by Andrew Sarris
Marcel Ophüls’s The Sorrow and the Pity runs about four and a half hours without an intermission (about five hours with); but, in terms of moral, intellectual, and emotional absorption, it is one of the shortest movies of the year. I mention this temporal paradox at the outset simply to warn any prospective American distributors and exhibitors that there is no fat to cut from The Sorrow and the Pity. No fat and no fatuousness. Only the irreducible wholeness of a delicately balanced meditation on the mysteries of courage, cowardice, and commitment. Thus, far from wearying most members of the audience at the recently concluded New York Film Festival, the film’s relative thoroughness managed to whet their appetites for more revelations and illuminations on a dramatic but hitherto idealized chapter of French history: the German occupation from 1940 through 1944. To be exhaustive without being exhausting requires more than mere tricks of showbiz pacing and spacing. It requires a coherent and consistent vision of the world, nothing less than a veritable laser beam of concentration capable of piercing a bewildering array of surface idiosyncrasies to find the universal core underneath.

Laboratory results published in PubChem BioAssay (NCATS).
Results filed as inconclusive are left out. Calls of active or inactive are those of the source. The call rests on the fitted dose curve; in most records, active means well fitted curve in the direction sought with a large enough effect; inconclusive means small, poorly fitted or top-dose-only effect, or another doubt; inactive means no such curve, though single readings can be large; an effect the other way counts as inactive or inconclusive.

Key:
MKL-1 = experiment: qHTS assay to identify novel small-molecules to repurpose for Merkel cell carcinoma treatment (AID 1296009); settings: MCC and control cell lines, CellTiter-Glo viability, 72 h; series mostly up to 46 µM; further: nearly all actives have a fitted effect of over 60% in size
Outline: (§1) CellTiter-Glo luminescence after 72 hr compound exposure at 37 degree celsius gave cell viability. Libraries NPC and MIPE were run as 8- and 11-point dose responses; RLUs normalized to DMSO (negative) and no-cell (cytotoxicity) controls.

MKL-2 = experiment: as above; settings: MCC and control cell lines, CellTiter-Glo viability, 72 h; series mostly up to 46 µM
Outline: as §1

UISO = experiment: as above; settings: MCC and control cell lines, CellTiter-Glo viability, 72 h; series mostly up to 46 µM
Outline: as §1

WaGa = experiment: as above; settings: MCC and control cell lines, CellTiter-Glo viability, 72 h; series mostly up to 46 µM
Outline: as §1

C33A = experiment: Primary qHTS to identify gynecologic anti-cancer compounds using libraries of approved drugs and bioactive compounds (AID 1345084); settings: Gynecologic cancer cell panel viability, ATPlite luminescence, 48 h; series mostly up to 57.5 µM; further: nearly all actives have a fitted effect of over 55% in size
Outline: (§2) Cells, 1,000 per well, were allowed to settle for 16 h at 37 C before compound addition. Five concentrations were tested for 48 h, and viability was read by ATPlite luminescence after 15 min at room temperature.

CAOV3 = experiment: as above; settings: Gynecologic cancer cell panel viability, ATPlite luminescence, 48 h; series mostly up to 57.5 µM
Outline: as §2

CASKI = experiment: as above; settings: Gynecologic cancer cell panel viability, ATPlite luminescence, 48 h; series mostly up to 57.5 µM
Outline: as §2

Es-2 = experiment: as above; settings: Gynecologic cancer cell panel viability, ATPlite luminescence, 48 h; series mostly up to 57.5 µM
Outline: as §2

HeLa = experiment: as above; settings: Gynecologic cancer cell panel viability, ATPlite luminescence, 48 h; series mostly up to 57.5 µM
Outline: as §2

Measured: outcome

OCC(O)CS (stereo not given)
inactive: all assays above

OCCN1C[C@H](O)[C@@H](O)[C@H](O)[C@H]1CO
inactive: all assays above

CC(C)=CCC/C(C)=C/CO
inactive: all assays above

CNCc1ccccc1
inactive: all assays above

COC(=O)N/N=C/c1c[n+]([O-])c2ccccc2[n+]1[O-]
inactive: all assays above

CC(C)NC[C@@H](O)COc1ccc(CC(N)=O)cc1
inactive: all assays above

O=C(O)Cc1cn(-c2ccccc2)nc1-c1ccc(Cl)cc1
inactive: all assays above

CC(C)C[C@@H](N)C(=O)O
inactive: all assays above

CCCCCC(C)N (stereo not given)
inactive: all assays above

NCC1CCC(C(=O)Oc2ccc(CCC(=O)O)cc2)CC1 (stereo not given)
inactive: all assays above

As it happens, Le Chagrin et la Pitie opened unobtrusively in a small art house on the Paris left bank until the turnaway crowds persuaded the fat-cat exhibitors to move it over to the Elysian Fields, and without any elisions in the film. But that was France, some people may say. What does the film have to say to us here in the good old guilt-ridden USA? My initial soundings indicate that the film is rich enough to sustain a great many interpretations both as history and as allegory. Local ideologues who feel they have been howling in the wilderness while life around them went on as usual may feel vindicated by some of the testimony in the film. Just as some Frenchmen, even more than the worst Germans, were the worst enemies of other Frenchmen, so do some Americans consider other Americans their worst enemies. We have been tossing around the notion of self-hatred too easily here in America. Perhaps it isn’t ourselves we hate so much as our immediate neighbors. After all, even the late Joe McCarthy hated Owen Lattimore far more than he hated Chairman Mao or Uncle Joe. Most murders are transacted between people who know each other fairly intimately. Even those classical monsters, the Nazi death-camp killers, are now treated in some circles as relative humanitarians next to LBJ and Dick Nixon, and to argue the contrary is treated in these same circles as evidence of excessively Zionist zeal.